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Issue No. 10 - Oct. (2018 vol. 26)
ISSN: 1063-8210
pp: 1895-1907
Xian Li , Washington State University, Pullman, WA, USA
Karthi Duraisamy , Washington State University, Pullman, WA, USA
Paul Bogdan , University of Southern California, Los Angeles, CA, USA
Janardhan Rao Doppa , Washington State University, Pullman, WA, USA
Partha Pratim Pande , Washington State University, Pullman, WA, USA
Understanding the dynamics and functionality of the human brain and its relationship with different physical entities has proven to be extremely useful in many applications including disability therapy and designing the next-generation user-interfaces. Communication between the brain and external hardware using neural stimulation and recordings has also been demonstrated recently. Such systems are usually analyzed by employing the brain–machine–body interface (BMBI) model. However, owing to the high complexity of the human brain activity, modeling and analyzing the neural-signals is a resource-intensive task. Moreover, coupling neural signals from different physical entities inevitably leads to large input data sets and hence, also making it data- and computationally intensive. Hence, here we employ a spatiotemporal fractal parallel algorithm to efficiently generate and analyze the BMBI models. However, such an algorithm can lead to demanding on-chip traffic patterns requiring an efficient communication infrastructure among different computing cores. To address this issue, we propose a machine-learning-inspired wireless network-on-chip (WiNoC)-based manycore architecture for handling the compute- and communication-intensive nature of the BMBI applications. The experimental results show that, compared with the traditional wireline mesh NoC, WiNoC achieves up to 55% savings in energy delay product for a system size of 1024 cores.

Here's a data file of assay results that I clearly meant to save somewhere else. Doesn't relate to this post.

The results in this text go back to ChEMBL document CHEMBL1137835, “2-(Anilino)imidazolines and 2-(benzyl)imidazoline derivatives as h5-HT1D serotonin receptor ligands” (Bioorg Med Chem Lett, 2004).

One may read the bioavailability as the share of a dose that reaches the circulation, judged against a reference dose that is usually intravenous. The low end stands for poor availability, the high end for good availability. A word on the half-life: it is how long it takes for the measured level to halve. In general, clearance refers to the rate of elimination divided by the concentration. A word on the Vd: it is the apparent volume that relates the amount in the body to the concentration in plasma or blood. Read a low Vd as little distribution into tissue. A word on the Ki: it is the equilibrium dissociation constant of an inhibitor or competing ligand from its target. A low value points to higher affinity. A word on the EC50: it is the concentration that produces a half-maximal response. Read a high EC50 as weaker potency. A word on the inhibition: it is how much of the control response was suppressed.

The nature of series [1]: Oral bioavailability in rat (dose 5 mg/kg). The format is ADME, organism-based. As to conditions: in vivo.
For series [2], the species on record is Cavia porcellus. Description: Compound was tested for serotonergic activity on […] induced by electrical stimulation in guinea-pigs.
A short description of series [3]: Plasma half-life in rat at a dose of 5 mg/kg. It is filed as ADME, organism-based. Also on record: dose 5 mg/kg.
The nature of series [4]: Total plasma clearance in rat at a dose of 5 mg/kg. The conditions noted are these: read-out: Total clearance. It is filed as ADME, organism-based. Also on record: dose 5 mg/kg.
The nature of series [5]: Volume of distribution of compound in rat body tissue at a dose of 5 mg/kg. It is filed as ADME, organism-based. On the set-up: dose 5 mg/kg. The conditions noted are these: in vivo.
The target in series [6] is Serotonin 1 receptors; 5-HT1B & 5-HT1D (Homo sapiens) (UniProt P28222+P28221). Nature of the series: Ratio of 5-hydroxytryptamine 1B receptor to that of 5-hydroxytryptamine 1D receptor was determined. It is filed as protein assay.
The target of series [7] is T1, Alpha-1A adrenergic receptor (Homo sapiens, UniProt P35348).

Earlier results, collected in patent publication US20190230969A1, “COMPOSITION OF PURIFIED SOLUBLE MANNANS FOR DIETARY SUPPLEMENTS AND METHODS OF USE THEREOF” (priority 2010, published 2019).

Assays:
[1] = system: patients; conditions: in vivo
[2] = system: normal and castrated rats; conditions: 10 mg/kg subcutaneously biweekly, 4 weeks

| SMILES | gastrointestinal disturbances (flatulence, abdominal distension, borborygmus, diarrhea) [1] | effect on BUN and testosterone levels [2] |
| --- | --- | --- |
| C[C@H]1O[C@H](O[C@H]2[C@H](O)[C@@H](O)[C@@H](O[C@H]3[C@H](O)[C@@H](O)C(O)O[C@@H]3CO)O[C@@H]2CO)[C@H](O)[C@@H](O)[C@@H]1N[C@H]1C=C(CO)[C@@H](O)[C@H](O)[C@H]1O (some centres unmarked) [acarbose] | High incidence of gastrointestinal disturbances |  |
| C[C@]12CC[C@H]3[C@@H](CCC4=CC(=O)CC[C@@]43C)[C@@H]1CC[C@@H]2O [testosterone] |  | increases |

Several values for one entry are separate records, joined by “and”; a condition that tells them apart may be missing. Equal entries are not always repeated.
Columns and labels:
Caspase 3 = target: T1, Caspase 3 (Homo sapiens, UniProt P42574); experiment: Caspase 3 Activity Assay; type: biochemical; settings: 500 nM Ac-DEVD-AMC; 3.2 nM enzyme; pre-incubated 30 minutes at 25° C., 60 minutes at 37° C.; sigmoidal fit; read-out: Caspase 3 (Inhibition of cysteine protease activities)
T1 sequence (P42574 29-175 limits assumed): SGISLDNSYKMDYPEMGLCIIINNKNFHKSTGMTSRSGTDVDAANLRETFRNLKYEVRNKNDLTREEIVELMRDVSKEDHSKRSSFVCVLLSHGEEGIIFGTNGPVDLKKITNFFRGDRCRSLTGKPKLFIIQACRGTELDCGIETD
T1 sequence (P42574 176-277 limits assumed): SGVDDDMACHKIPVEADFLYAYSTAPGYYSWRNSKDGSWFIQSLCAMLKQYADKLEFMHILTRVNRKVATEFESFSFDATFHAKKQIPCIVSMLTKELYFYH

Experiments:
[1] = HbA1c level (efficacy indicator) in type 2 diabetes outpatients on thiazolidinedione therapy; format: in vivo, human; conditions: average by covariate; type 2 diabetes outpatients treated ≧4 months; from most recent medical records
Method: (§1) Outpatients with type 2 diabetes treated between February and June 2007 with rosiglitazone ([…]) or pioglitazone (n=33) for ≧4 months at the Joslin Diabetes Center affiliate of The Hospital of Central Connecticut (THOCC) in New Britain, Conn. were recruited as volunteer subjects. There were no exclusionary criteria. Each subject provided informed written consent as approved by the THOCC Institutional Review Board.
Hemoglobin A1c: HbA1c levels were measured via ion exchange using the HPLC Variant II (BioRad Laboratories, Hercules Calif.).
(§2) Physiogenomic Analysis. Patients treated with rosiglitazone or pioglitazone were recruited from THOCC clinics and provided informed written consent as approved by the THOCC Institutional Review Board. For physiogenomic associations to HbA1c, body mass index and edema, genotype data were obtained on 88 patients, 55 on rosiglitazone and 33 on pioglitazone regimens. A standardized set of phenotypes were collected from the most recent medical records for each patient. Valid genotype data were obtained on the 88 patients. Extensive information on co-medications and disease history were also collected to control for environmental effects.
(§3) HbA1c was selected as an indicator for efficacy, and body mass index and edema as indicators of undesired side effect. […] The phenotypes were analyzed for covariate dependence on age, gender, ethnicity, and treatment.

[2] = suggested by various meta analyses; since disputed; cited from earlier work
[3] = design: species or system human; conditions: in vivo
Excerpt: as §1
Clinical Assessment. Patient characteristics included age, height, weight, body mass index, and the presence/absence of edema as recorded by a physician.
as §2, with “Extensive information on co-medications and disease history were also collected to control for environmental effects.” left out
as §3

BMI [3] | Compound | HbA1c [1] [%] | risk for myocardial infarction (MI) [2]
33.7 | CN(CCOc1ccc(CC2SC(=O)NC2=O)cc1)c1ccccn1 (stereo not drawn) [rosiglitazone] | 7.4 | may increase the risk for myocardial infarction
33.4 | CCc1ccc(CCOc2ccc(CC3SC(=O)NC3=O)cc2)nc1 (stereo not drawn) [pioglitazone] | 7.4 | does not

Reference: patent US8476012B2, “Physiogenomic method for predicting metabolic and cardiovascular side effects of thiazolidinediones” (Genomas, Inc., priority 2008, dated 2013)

Brain modeling, Mathematical model, System-on-chip, Computer architecture, Fractals, Computational modeling

X. Li, K. Duraisamy, P. Bogdan, J. R. Doppa and P. P. Pande, "Scalable Network-on-Chip Architectures for Brain–Machine Interface Applications," in IEEE Transactions on Very Large Scale Integration (VLSI) Systems, vol. 26, no. 10, pp. 1895-1907, 2018.
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